# Understanding CSA and novation

I had an example at work which I didn't have full intuition of. The example is as follows:

You have novated a forward starting cross-currency basis swap (let's say 10y10y EUR ccbs). The PV is agreed with counter party 'A' stepping in. However, there is a CSA implication... the remaining counter-party 'B' is on USD CSA whereas counter-party 'A' is in GBP CSA. Counter-parties A & B will now face each other on the trade.

Simply put, what are the steps to take in order to calculate the CSA impact, and who should pay/receive the CSA fee? I started to get lost once the third currency was factored in (GBP).

Appreciate any help on this, and thanks in advance!

• I just want to make this clear: your institution used to have a trade with B, and following the novation, A has a trade with B. Correct ? – dm63 May 10 '20 at 11:01
• yes, that's correct – DanielC May 11 '20 at 4:48

This is an unclear question so let me first state my assumption of what you are asking.

• You work for organisation C and are asking from organisation C's persepctive:
• C has, initially, a 10y10y cross-currency EUR/USD basis swap with counterparty B.
• C is coordinating a novation to 'step out' of the trade and counterparty A will replace them.
• B is a remaining party to trade so that they previously faced C and will now face A.
• C has a USD CSA agreement with B and C has a GBP CSA agreement with A.

The information of the CSA agreement between C and A is irrelevant, C is not facing A on the trade.

The information of the CSA agreement between B and A is relevant and is not provided.

Suppose you were able to calculate the following:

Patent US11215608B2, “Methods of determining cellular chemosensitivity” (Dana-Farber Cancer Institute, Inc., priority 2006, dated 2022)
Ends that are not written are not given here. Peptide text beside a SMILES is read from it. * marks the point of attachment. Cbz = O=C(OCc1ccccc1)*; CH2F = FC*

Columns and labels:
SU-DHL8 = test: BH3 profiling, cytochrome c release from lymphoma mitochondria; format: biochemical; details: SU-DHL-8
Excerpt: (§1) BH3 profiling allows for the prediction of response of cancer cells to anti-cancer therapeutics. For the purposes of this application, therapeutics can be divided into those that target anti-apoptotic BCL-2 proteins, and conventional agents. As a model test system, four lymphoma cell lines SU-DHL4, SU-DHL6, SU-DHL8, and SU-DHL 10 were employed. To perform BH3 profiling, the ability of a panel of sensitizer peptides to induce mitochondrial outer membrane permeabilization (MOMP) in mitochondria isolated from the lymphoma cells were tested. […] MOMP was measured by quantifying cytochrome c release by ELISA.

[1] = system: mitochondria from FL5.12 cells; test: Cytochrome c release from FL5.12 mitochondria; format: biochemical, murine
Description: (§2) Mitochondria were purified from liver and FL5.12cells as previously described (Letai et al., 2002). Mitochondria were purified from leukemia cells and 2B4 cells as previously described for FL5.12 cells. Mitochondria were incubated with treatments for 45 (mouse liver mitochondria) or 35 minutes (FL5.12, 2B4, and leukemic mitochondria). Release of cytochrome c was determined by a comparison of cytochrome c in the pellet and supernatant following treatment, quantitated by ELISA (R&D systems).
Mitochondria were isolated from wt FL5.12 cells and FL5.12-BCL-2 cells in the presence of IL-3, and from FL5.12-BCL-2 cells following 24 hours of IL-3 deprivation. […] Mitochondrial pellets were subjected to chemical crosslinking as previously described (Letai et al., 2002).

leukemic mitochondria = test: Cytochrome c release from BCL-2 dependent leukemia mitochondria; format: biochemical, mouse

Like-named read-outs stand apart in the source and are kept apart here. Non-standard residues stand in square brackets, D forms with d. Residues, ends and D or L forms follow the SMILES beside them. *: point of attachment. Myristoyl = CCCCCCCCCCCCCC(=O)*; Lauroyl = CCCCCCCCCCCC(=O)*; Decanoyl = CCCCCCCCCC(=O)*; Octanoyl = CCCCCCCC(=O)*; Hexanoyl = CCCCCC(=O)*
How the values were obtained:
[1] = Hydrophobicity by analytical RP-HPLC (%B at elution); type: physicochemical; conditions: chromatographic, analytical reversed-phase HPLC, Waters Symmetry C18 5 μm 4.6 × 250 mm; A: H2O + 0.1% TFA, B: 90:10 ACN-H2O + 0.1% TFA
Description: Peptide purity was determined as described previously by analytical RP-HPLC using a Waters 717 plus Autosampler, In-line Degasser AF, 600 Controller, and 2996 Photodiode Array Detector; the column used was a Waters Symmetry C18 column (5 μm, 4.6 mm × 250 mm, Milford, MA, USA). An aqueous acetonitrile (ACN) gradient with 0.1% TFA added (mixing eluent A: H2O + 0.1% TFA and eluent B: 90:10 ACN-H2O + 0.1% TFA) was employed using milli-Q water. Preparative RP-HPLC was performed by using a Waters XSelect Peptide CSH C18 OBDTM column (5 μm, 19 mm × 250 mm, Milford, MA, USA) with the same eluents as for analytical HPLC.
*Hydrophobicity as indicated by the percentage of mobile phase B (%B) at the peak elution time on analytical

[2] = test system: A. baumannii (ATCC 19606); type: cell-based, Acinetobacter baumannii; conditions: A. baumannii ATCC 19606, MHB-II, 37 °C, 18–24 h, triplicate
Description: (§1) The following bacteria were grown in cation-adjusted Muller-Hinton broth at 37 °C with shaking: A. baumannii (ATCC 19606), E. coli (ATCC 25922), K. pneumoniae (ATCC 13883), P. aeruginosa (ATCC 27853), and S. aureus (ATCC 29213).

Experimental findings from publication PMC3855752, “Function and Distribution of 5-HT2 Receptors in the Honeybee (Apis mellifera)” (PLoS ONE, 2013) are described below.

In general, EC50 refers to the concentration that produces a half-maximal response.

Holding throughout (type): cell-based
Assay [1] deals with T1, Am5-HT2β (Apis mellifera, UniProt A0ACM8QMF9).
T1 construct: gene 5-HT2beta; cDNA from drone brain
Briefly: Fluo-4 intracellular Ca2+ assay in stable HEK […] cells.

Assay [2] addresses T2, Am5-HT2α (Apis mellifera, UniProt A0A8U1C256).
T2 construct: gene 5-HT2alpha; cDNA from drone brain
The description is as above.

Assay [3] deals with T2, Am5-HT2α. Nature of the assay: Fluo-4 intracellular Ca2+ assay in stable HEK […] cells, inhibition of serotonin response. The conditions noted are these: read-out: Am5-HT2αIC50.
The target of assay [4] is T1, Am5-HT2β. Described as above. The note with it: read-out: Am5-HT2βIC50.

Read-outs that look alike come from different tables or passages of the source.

• Trade between C and B is valued at \$100 under a USD CSA. (C has asset) • Trade between A and B is valued at \$110 under a XXX CSA. (A has asset)
• Trade between A and C is valued at \$105 under a GBP CSA. (A has asset) What should happen, theoretically is that: • C should receive \$100 to replace its asset, payable by A.
• A should pay \$10 to B: • A now has an asset worth \$110 and it has paid $110 in total for it. • B now has a liability valued at \$110 that was originally only \$100 and has received$10 compensation.

• Yep, your assumption is correct. CTPY C (ME) vs CPTY B (Original) USD CSA. CTPY C (ME) vs CTPY A (Stepping in to face ctpy B) GBP CSA. In short, how would you calculate USD->GBP CSA switch. – DanielC May 11 '20 at 6:18
• I explained that the CSA between C and A is NOT relevant, only CvsB and AvsB is relevant. As counterparty C you should only be concerned with 2 things: 1 recovering fair value of your existing asset (as it faces B), 2 ensuring client B is not disenfranchised when he is novated to A. Calculating the differences requires only discounting the cash flows with the correct discount curve, constructing those curves is a complex process – Attack68 May 11 '20 at 6:48